‘He used to cry out and scream, ‘I am dying mum,’ Fatima Saleh Mohammed Al Kayal told the Norwegian Refugee Council.
Fatima explained how her son Mohammed had been suffering from a cancerous brain tumour which despite being removed following surgery in Egypt, eventually returned.
Prior to his illness, Mohammed had been trying to obtain a passport in order to leave the country. During this time, he also discovered a tumour. Fatima explains that in order to help her son, she sold her home and sent him to Egypt with his brother in order to get the treatment he needed.
It wasn’t easy with the closure of the airport and the difficulty of travelling across the country but eventually he arrived and received the operation. Two months after since the operation and their difficulty return to Yemen, the tumour had returned.
‘Again he was screaming in pain, “oh my back”’
Fatima explains that she took her son to the hospital in Sana’a for treatment. A second procedure was performed with the tumour once again removed. But, this operation led to more life threatening complications.
After a week recovering in Intensive Care, Mohammed was moved to a different part of the ward. It was there that he discovered that he was unable to move the lower part of his body, he was paralysed. His mother pled with him that she would take her son out of Yemen and get him the help he needed.
She recalls how her son Hamid made all of the preparations to head south to Seiyun, the documentation obtained, ‘we paid for everything.’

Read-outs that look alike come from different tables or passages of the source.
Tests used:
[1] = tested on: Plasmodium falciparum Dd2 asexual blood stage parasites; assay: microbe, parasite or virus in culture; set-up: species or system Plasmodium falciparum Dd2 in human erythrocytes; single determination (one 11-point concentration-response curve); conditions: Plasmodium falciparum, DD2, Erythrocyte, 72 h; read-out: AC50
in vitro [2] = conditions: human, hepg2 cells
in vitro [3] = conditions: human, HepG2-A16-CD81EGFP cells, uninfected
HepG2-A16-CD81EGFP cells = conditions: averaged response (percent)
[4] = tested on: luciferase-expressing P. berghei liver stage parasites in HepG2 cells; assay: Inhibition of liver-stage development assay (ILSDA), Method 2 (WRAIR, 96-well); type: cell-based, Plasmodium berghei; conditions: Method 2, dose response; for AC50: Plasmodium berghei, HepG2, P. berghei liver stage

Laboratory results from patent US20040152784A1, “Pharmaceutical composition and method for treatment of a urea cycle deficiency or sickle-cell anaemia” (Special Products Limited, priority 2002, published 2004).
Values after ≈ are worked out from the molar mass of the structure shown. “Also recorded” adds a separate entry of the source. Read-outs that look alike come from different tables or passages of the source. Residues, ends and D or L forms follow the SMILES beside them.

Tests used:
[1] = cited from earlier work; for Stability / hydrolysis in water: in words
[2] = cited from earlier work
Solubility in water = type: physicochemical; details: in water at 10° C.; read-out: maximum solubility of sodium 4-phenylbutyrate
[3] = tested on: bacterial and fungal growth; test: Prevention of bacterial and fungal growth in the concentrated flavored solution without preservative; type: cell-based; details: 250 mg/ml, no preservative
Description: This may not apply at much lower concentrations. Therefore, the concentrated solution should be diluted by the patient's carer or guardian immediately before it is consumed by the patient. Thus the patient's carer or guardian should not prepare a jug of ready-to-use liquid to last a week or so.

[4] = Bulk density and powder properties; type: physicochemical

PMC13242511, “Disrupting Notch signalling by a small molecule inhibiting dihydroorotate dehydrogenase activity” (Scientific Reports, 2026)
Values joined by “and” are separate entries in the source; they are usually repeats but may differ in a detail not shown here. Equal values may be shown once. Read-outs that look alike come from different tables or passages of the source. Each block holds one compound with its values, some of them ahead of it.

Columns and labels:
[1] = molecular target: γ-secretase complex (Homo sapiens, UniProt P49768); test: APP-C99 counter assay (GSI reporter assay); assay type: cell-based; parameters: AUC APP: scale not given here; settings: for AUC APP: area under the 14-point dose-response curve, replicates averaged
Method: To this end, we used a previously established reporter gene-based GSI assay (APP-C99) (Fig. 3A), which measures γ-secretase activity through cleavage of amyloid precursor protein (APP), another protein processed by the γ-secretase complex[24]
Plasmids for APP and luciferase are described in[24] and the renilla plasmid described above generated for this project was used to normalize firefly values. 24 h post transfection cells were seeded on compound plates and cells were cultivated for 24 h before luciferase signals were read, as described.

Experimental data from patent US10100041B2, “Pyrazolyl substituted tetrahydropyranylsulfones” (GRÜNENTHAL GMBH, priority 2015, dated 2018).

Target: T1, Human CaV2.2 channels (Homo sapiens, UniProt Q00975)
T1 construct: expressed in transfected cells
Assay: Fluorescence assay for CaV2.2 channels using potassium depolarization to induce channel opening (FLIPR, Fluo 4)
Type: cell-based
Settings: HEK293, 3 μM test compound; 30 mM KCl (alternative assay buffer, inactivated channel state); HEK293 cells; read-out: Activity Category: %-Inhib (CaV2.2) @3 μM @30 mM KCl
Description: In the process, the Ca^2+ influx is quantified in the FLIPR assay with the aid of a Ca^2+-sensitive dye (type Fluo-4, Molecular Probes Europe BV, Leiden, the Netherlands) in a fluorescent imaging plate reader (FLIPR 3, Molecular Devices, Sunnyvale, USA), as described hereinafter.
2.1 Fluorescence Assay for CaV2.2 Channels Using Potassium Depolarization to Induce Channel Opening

Mohammed was adamant that he couldn’t make it. With his quality of life deteriorating, Mohammed was determined to leave hospital and return home.
‘I cannot go to Seiyun again. I almost died on the way back. I will definitely die this time. Four days on the road and then two days to catch the flight. Just take me out of hospital.’ his mother recalls.
Sana’a airport closed
Fatima’s story about her son Mohammed, is just one of those told by Norwegian Refugee Council’s efforts to raise the dire need to re-open the Sana’a International Airport.
According to the organisation, around 32,000 sick people had died in the last three years because of the closure of the airport and Yemen’s airspace.
They state that these deaths were preventable had they been able to access medical treatment in countries like Egypt and India.
In a previous interview NRC spoke with the late Abdo Ahmen Mohammed Qassem, a Yemeni man with a life threatening liver illness.
He explained that many people have given up from leaving Yemen, both because of the journey involved and the difficulties faced along the way.
Qassem died in June 2019.
He was eating through a tube
In Mohammed’s last months, his mother recalls how her son was effectively eating through a straw because he couldn’t open his mouth.
Worse still, Mohammed was unable to breathe properly. His mother explained that they had to get hold of a respirator and oxygen tanks to help him breathe.
‘He told me that he had already prayed to God and he would live using an oxygen mask and asked me to bring him one. We brought two oxygen cylinders and he was breathing using these. This is the device we used when he was about to die. It requires electricity and helped him to feel better. When the electricity was off we used an oxygen cylinder. His brother Ateeq, may god bless him, brought five. He used to consume one everyday trying to cling to life.’
In his last days, Mohammed asked his mother to look after his children. She agreed.
‘Mum, I just want you to take care of my kids I don’t want them to suffer. I told him I will do my best and I was trying to convince him to go to Sana’a but he told me it was too tiring.’
Mohammed died in January this year. His mother now looks after his three children, two girls and a boy, Nawal 15, Ayah 10 and Abdul Khaliq 12.
Footage: Karl Schembri; Norwegian Refugee Council